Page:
Canadian Forest Service Publications

Great Lakes Forestry Centre research enhances understanding of boreal forest role in carbon cycle. 2011. Payne, N. Natural Resources Canada. Canadian Forest Service. Great Lakes Forestry Centre. Sault Ste. Marie, Ontario. Frontline Express 42. 2p.

Year: 2011

Issued by: Great Lakes Forestry Centre

Catalog ID: 32119

Language: English

Series: Frontline Express (GLFC - Sault Ste. Marie)

Availability: PDF (download)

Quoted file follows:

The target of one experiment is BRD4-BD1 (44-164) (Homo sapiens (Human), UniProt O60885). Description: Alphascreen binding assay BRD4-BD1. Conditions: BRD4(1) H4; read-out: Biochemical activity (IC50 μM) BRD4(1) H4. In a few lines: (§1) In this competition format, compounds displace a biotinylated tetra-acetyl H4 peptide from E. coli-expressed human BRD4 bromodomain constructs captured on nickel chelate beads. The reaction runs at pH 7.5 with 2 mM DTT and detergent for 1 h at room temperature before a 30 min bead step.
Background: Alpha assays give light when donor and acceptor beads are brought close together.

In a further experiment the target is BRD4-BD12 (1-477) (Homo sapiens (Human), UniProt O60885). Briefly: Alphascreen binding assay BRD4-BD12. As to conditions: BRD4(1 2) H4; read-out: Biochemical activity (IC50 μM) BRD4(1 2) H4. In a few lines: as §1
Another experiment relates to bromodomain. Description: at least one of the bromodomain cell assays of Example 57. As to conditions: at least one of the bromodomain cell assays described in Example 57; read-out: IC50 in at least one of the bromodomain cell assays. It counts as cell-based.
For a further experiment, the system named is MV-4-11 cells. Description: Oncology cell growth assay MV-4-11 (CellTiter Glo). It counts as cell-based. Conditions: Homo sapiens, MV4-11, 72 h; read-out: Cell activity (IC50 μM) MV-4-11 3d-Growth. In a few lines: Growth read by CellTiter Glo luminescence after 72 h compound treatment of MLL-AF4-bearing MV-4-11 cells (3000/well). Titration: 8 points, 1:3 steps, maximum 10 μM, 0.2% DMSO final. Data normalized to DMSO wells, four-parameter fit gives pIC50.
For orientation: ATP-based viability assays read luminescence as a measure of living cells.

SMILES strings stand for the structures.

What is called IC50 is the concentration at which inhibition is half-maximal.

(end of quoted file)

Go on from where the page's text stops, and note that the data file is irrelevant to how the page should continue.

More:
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Canada’s forests play a significant role in the carbon cycle through the exchange of carbon dioxide with the atmosphere, by photosynthesis, which removes atmospheric carbon, and plant respiration and soil decomposition, which add carbon to the atmosphere. The net amount of carbon movement (flux) into or out of the forest determines its status as a source or sink (absorber). The boreal forest comprises close to 80% of Canada’s forest area, and is thought to be an important carbon sink for the atmosphere, as carbon is taken up by growing trees. Since the 1980s, the Canadian Forest Service has been tracking carbon stocks in our forests using inventories, and reporting on this information to the United Nations Framework Convention on Climate Change. In 2003 the Canadian Carbon Program (CCP) was initiated, to provide the scientific data needed to quantify the movement of carbon between the atmosphere and various Canadian ecosystems, including the boreal forest. Under this program, which is funded by the National Science & Engineering Research Council (see and the Canadian Foundation for Climate and Atmospheric Science (see, university and government researchers set up monitoring stations in various forest types across Canada, to measure carbon uptake and release. These stations are part of an international network of over 300 sites in North America, Europe and Asia that allow scientists to analyze the contributions of different geographical areas to atmospheric carbon exchange. Results from this research will lead to a greater understanding of the role of Canada’s forests and other ecosystems in the global carbon cycle, and how their status as a carbon source or sink can be affected by various forest management practices and climatic conditions. The data gathered will also be employed in international reporting to the United Nations about Canada’s forests and their role in the carbon cycle.